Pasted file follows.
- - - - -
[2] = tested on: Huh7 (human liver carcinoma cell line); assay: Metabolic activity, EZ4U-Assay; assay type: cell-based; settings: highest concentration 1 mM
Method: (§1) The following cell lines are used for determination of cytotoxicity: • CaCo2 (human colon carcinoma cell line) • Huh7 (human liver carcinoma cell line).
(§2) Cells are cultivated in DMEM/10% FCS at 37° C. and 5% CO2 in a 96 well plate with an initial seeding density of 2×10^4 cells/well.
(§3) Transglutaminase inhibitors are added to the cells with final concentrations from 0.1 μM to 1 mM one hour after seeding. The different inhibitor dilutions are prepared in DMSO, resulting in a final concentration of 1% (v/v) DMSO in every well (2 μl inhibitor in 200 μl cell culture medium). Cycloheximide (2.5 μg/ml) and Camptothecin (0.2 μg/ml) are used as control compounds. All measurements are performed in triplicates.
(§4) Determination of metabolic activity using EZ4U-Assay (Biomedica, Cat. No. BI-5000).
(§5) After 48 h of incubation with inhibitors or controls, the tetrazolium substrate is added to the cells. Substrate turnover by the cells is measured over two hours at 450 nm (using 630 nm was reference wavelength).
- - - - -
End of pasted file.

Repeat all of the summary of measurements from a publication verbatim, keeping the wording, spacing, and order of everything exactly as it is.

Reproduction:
[2] = tested on: Huh7 (human liver carcinoma cell line); assay: Metabolic activity, EZ4U-Assay; assay type: cell-based; settings: highest concentration 1 mM
Method: (§1) The following cell lines are used for determination of cytotoxicity: • CaCo2 (human colon carcinoma cell line) • Huh7 (human liver carcinoma cell line).
(§2) Cells are cultivated in DMEM/10% FCS at 37° C. and 5% CO2 in a 96 well plate with an initial seeding density of 2×10^4 cells/well.
(§3) Transglutaminase inhibitors are added to the cells with final concentrations from 0.1 μM to 1 mM one hour after seeding. The different inhibitor dilutions are prepared in DMSO, resulting in a final concentration of 1% (v/v) DMSO in every well (2 μl inhibitor in 200 μl cell culture medium). Cycloheximide (2.5 μg/ml) and Camptothecin (0.2 μg/ml) are used as control compounds. All measurements are performed in triplicates.
(§4) Determination of metabolic activity using EZ4U-Assay (Biomedica, Cat. No. BI-5000).
(§5) After 48 h of incubation with inhibitors or controls, the tetrazolium substrate is added to the cells. Substrate turnover by the cells is measured over two hours at 450 nm (using 630 nm was reference wavelength).